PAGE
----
Imagine a man who experiences homosexual feeling one day. If he has strong negative judgments about it in his Shadow, instead of facing it he may run the other way and marry his abusive ex-girlfriend. This is an example of how the Shadow makes us react and do things we wouldn’t do if we faced the truth, accepted it, and responded appropriately. Conversely, a fusion reaction would be driven by accumulated suppressed homosexual feelings to do some homosexual acts, perhaps cheating on current partner, ruining that relationship and getting AIDS all in one day.

Fear isn’t just panic when encountering a shark while swimming, it’s a refusal to experience something. With this broader definition we can also identify calmer feelings as fear. It is a feeling of resistance inside you. A pushing away. A refusal to consider a situation or option. We need to learn that we can have a preference without being fearful of the alternatives. We need to learn this because often we won’t experience our preference and that’s life’s way of forcing us to accept it or stay in suffering. Don’t become obsessed with avoiding, fighting and destroying what you judge. Some go so far as to convince others to hate so they’ll join forces and give moral support. This wastes a lot of energy. We can take that energy we spend on avoiding and put it towards deliberately moving forward and expressing ourselves genuinely.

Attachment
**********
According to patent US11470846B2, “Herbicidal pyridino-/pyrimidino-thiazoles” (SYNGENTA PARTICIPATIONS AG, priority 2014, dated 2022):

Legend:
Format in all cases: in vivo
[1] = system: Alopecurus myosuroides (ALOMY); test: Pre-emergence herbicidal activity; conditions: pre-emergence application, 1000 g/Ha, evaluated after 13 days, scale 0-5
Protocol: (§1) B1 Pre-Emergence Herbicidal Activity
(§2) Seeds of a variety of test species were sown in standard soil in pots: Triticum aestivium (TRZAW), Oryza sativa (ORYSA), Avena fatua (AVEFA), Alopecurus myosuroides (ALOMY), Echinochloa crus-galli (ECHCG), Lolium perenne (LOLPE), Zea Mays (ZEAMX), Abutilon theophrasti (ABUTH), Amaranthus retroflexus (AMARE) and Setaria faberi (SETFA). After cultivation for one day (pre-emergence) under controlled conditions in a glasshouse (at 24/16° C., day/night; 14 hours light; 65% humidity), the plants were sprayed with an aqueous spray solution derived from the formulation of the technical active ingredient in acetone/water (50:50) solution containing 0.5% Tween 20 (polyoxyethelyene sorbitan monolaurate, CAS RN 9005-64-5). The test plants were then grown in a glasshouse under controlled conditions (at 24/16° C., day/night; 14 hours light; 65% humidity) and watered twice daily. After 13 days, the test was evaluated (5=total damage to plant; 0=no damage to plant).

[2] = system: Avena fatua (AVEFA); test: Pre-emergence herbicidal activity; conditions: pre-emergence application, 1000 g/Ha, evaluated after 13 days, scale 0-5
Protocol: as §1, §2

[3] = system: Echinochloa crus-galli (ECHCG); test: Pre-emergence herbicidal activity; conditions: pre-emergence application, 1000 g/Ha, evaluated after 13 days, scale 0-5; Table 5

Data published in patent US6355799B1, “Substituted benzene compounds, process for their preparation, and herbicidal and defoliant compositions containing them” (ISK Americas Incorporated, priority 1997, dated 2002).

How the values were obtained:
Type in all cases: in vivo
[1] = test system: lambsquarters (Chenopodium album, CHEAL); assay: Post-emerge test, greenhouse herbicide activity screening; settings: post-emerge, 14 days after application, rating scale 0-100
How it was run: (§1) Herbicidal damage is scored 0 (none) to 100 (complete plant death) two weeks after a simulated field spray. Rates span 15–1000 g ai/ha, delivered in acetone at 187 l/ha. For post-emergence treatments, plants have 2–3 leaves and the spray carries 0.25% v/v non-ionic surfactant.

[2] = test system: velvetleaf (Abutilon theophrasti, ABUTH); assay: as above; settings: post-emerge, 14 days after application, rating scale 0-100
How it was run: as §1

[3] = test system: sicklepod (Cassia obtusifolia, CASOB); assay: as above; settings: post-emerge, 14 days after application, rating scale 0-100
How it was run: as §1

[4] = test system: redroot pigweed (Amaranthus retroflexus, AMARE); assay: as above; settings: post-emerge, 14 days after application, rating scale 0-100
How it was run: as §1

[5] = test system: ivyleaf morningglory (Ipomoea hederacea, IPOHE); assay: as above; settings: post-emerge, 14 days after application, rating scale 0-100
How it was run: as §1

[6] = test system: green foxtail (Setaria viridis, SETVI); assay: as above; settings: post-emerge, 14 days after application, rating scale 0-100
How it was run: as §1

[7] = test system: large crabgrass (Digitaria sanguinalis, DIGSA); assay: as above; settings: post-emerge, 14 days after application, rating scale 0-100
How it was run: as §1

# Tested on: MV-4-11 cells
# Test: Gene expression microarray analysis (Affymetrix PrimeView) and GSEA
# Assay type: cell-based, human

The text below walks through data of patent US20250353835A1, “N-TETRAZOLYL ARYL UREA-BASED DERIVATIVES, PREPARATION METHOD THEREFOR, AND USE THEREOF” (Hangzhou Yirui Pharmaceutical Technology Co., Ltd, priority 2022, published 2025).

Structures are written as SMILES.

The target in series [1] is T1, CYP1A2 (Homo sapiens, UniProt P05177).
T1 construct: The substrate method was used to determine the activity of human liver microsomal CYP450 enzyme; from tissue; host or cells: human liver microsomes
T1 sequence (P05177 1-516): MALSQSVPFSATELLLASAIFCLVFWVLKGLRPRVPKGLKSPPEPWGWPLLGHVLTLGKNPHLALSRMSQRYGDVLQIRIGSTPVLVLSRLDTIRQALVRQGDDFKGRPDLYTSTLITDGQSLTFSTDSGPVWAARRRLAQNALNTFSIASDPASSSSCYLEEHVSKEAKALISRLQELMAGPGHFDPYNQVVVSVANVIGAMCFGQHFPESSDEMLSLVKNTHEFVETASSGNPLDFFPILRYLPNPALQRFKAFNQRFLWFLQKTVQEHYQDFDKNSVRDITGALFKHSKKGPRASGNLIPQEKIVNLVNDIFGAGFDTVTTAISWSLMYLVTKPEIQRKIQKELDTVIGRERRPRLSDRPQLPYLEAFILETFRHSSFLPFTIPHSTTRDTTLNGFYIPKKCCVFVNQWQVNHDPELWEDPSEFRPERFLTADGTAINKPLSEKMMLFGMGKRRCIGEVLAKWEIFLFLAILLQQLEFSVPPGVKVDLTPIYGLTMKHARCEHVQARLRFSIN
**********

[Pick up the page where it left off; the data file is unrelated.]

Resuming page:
‘A man who is possessed by his Shadow is always standing in his own light and falling into his own traps … living below his own level’ ­— Jung

Last updated 20 October, 2019


I inspire new possibilities to deepen love, intimacy and self-expression. I mainly write articles about that, but you'll also find refrences on design, fitness and finance. More